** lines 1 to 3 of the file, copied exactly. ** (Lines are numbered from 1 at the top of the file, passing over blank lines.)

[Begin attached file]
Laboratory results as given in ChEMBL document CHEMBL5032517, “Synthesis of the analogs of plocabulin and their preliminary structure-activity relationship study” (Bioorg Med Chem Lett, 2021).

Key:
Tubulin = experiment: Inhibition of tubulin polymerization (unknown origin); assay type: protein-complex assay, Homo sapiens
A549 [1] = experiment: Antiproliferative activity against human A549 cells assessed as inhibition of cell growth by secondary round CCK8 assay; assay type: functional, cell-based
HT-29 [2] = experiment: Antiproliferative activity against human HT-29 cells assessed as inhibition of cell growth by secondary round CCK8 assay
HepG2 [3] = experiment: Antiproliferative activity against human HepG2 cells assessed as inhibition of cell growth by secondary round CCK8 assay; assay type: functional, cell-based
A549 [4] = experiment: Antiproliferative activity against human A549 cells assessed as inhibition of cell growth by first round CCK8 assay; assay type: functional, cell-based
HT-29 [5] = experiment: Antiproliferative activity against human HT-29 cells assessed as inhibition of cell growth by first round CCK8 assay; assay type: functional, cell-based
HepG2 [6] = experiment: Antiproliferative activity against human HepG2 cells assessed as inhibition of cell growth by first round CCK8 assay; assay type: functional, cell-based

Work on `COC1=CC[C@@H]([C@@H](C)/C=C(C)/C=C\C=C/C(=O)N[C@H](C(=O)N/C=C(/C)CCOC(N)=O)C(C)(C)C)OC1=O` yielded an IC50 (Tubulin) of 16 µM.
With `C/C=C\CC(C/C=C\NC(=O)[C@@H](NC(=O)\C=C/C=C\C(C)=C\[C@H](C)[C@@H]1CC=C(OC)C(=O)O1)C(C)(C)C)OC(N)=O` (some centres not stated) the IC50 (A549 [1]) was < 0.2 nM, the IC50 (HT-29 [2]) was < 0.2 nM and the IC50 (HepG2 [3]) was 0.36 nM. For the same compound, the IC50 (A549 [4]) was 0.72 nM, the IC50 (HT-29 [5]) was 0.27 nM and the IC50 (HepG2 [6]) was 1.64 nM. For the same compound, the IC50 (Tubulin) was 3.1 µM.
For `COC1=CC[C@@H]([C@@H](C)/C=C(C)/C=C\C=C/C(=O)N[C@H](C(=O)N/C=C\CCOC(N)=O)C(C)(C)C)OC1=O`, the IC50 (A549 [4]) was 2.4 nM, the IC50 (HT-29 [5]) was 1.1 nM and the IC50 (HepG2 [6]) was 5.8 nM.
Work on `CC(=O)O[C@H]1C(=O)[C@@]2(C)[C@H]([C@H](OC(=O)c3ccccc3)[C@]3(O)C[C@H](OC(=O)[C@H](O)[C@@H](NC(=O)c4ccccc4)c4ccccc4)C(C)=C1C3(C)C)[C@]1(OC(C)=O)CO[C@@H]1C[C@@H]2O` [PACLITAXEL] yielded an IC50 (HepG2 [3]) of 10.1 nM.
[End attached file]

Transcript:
Laboratory results as given in ChEMBL document CHEMBL5032517, “Synthesis of the analogs of plocabulin and their preliminary structure-activity relationship study” (Bioorg Med Chem Lett, 2021).

Key:
Tubulin = experiment: Inhibition of tubulin polymerization (unknown origin); assay type: protein-complex assay, Homo sapiens